Steven and Michelle Gesse thought that the small dinner party they hosted on April 5, 2009, would be a pleasant gathering over good food and good wine. Instead, it was the beginning of a nightmarish spiral into a confusing and frightening justice system that in practice, if not in theory, considers you to be guilty until proven innocent.

"During dinner that night, my husband, Steven, made an offhand comment that offended one of our guests," recalls Michelle Gesse, author of the new book Bogus Allegations: The Injustice of Guilty Until Proven Innocent (Johnson Books, March 2012, ISBN: 978-1-55566-450-3, $17.95, "We were not even aware that she was offended since the remainder of the evening passed pleasantly."

Later that night the Gesses were shocked when law enforcement officers arrived to arrest Steven and search their home. The son of the offended guest had falsely accused Steven of threatening him with a gun.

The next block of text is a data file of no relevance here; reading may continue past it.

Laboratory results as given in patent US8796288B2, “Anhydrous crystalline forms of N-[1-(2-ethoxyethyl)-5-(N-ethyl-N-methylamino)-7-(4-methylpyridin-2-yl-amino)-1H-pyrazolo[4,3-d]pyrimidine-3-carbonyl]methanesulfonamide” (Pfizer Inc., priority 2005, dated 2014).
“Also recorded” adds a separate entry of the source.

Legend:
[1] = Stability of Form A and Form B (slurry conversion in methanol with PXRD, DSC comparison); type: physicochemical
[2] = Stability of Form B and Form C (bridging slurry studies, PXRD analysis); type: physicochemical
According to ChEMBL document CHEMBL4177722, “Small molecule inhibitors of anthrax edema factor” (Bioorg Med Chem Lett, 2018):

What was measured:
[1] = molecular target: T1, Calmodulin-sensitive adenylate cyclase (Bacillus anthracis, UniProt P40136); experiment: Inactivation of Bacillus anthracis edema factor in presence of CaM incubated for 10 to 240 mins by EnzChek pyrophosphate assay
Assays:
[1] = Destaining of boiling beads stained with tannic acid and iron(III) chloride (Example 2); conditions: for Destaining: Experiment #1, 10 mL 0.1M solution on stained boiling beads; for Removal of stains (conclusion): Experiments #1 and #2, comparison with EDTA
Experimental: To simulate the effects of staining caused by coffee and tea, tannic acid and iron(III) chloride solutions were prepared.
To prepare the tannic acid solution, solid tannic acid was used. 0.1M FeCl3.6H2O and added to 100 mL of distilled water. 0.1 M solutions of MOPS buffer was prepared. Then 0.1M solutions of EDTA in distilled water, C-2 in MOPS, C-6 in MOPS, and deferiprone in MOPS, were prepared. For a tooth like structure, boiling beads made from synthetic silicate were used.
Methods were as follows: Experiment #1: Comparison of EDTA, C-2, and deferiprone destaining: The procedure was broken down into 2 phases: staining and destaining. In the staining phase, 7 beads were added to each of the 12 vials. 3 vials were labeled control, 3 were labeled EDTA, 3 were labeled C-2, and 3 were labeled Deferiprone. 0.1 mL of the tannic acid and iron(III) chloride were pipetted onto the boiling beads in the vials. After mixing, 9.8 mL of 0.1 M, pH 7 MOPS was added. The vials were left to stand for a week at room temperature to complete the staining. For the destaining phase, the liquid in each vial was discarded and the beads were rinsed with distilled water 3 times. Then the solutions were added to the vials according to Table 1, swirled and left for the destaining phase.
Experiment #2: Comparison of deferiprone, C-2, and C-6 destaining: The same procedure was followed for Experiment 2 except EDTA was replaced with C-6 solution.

Over the next seven months, Steven was treated as a criminal whose guilt was already assumed.

On October 28, 2009, Steven Gesse was found not guilty of Felony Menacing and Prohibited Use of a Weapon. Yet being exonerated did not make up for the fact that he had been treated like a convicted felon. This unfairness set Michelle Gesse on a mission to spotlight the injustices of the American justice system -- and to make people aware of what to do in case they are ever falsely accused.

Read on for nine lessons that Michelle Gesse has learned in the Criminal Justice School of Hard Knocks.

Have an "arrest plan" in place. Even if you believe it's unlikely, think about what you would do if you or a loved one were arrested. If you don't have any strategy or knowledge, you'll be at the mercy of "the system."

Be the first to call 911. If you find yourself in any sort of threatening situation, whether it's with a family member, friend, coworker, or complete stranger, don't hesitate. Call 911 first. Once you have been taken into custody, you have been classified as the perpetrator of the crime.

Everyone involved has the right to remain silent. Even if you aren't the person being accused of a crime, exercise your right to remain silent. Don't talk to anyone without a lawyer present.

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